De Fynne Nursery started in 2001 when Jacky Goliath and Elton Jefthas – who met while studying horticulture – decided to launch a wholesale nursery for fynbos, a shrub-like family of plants that are indigenous to the Western Cape of South Africa. With little capital, their nursery first started in Jefthas’s backyard.
As market demand grew, the nursery moved to a 0.5 hectare land in 2005, and in 2008 had to move again to a 1.5 hectare area outside Cape Town where they currently host 600,000 plants. However, the almost endless demand in the market has meant that they have outgrown their current nursery and will be expanding to a 22 hectare area by the end of October.
Both Goliath and Jefthas worked for Agribusiness in Sustainable Natural African Plant Products (ASNAPP) – an NGO – prior to starting De Fynne, where Goliath assisted in the propagation and setting up of plant producing nurseries in African markets, such as Zambia and Ghana.
Today they are experiencing ever entrepreneur’s dream: their business cannot keep up with the demand for fynbos, and they are expanding constantly. De Fynne supplies its products to retailers such as Woolworths, Massmart and Spar who in turn sell the plants to consumers for their personal gardens or display in their homes. They have also recently started contract growing for the commercial agricultural sector.
De Fynne’s growth has not gone unrecognised and Goliath received the title of Female Entrepreneur for 2011 – both provincially and nationally – by the Department of Agriculture, Forestry and Fisheries in South Africa. She also received the award for African Agribusiness Entrepreneur for 2012 by Markets Matter Inc.
Goliath has learnt a number of valuable business lessons, which she has shared with How we made it in Africa.
1. Find your market first
“Do a market assessment. It all depends what you are going to sell,” advised Goliath. “Say, for example, it’s bread, and you want to sell it from your home, then talk to your neighbours… the people around you; [find out] if there is a need for it. If it’s a nursery then of course you need to now go broader; who are you going to sell it to? Is it a retail nursery? Are you going to sell it to the public, or are you going to be a wholesaler?”
“We started with fynbos because we saw that it was where the market and opening was,” she continued. “There was an opportunity with the fynbos.”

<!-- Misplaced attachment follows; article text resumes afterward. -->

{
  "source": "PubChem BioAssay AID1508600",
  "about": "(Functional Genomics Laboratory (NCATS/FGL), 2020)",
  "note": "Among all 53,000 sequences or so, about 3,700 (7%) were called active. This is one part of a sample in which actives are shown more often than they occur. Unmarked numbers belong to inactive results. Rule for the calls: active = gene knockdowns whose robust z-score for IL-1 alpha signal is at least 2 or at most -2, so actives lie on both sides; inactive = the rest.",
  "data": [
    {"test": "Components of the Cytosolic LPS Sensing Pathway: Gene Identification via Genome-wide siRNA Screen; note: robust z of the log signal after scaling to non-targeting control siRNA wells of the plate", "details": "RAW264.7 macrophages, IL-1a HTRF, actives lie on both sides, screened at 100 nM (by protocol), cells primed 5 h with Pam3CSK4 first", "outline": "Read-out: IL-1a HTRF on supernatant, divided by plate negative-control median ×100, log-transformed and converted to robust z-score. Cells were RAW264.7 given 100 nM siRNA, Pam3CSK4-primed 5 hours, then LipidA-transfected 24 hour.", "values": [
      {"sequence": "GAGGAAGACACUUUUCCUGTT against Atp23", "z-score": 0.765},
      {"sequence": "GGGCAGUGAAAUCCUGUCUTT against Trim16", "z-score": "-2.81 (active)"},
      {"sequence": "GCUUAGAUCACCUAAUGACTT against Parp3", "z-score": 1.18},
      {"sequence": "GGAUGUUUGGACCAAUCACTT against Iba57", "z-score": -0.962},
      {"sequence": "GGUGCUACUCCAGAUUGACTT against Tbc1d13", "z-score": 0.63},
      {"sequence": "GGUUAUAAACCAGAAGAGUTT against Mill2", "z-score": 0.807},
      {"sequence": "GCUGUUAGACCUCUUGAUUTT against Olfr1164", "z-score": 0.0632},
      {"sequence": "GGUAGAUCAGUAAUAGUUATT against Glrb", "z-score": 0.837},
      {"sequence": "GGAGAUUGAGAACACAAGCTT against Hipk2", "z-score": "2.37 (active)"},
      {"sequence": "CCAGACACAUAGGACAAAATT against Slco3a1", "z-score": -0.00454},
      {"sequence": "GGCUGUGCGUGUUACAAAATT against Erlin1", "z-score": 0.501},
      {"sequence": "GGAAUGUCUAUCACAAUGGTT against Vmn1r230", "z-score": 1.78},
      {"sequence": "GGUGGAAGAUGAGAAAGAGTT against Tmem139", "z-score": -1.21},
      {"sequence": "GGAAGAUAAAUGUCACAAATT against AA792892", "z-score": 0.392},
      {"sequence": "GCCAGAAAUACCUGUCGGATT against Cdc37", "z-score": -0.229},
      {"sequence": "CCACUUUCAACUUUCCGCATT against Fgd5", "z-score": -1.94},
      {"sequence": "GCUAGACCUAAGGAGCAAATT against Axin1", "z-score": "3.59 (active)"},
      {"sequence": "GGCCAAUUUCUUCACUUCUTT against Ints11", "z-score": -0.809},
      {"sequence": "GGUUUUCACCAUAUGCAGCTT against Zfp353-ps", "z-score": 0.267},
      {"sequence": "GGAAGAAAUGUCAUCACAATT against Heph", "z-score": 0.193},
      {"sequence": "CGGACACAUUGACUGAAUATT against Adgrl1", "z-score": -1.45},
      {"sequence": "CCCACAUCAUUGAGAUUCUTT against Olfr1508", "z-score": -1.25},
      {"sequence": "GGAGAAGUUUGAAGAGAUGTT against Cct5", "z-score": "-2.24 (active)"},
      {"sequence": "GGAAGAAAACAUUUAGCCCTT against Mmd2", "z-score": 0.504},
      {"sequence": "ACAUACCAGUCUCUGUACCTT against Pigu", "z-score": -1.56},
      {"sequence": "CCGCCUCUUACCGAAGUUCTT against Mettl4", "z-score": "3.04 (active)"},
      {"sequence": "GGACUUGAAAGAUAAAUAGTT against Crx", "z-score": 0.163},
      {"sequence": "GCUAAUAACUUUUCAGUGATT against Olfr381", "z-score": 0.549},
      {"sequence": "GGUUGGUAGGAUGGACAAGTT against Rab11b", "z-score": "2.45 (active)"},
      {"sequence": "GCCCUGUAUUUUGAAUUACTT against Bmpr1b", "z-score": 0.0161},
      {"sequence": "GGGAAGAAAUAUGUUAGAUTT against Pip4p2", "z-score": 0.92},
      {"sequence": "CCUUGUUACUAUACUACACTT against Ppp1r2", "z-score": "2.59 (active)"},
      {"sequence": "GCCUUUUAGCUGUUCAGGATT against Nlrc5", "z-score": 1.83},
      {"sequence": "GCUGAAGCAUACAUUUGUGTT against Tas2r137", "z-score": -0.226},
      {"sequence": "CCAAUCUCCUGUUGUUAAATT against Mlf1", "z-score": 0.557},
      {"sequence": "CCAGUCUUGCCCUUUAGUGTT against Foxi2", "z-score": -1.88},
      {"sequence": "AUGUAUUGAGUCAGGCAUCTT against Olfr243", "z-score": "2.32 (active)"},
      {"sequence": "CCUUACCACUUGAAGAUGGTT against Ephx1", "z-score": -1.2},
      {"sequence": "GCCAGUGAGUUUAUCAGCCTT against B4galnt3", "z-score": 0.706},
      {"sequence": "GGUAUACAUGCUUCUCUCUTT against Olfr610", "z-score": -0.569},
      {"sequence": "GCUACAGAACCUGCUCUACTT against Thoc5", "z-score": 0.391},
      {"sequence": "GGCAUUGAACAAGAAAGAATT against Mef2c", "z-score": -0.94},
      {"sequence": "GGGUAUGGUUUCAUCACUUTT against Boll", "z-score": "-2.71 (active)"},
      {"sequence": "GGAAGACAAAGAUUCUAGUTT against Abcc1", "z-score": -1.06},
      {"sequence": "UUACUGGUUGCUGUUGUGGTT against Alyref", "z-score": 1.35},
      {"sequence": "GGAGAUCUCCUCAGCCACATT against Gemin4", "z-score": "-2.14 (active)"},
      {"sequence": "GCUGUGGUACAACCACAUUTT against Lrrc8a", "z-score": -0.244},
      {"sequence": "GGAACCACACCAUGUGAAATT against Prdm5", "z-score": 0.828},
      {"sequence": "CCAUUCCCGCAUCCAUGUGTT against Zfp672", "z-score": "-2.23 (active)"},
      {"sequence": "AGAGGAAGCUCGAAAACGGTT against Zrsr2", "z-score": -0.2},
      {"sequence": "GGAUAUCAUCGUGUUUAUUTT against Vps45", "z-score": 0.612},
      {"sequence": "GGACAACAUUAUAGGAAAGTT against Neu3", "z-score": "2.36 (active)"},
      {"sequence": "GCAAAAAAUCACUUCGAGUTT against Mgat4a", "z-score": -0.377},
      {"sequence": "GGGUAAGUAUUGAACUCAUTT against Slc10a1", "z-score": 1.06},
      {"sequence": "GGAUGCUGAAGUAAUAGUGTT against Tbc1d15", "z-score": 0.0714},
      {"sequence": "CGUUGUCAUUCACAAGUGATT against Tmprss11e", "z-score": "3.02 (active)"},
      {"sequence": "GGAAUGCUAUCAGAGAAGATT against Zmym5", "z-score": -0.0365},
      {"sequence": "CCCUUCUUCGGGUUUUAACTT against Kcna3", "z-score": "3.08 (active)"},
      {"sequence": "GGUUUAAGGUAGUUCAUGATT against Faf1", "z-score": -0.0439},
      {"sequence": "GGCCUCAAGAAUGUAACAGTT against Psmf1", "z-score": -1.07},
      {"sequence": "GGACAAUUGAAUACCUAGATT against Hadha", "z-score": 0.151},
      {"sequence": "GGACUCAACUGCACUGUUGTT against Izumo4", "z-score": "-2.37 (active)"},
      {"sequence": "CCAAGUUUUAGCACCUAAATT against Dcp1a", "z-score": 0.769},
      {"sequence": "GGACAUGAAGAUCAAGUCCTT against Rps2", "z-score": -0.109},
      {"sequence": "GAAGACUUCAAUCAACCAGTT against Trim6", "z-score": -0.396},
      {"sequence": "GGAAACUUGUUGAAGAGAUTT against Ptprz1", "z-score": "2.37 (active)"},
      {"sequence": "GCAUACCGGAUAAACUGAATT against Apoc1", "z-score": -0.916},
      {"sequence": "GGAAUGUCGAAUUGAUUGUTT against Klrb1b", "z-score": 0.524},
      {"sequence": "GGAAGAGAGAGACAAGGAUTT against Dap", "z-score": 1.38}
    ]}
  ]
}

During her time working for ASNAPP in various African markets, Goliath saw entrepreneurs start to grow something before knowing who to sell it to. “Especially with fragile and perishable stuff, it’s important to have your market first because those [products] can’t stay on the shelves for longer than maybe two weeks or, if it’s tomatoes, then not even a week. So it’s very important to have your market first, so do a market assessment.”
She added that the next step is to do your costing, and figure out if you can sell a product at the price that the market wants it for.
2. Start small, grow one step at a time
Goliath said that when she first started De Fynne, she had to still work part-time at ASNAPP in order to earn a living. She left in 2008 when De Fynne’s business started to blossom and required her full attention. “None of us came from rich families so we had to grow it out of our own pocket and I also had to wait for the business to be big enough to actually pay my salary,” she explained. “And that’s why it was a fading out of ASNAPP and fading into De Fynne.”
Goliath advises entrepreneurs to start small, and to grow organically. One of the major reasons for this is that if an entrepreneur makes a mistake when the business is still small, the losses might not be as crippling as it would have been if the business had taken on a massive loan to support a huge venture that then fails.
“You should start small, because if we hadn’t started small, I wouldn’t have learnt all those lessons and I have grown with time… So you see what people want or do not want, what grows and does not grow, because with the fynbos market there are some fynbos plants that we have seen that we cannot grow.”
Goliath added that when you start small, you should not immediately invest in the most expensive, state-of-the-art equipment. “See what you have in your environment and what can work for you with the resources that you have.”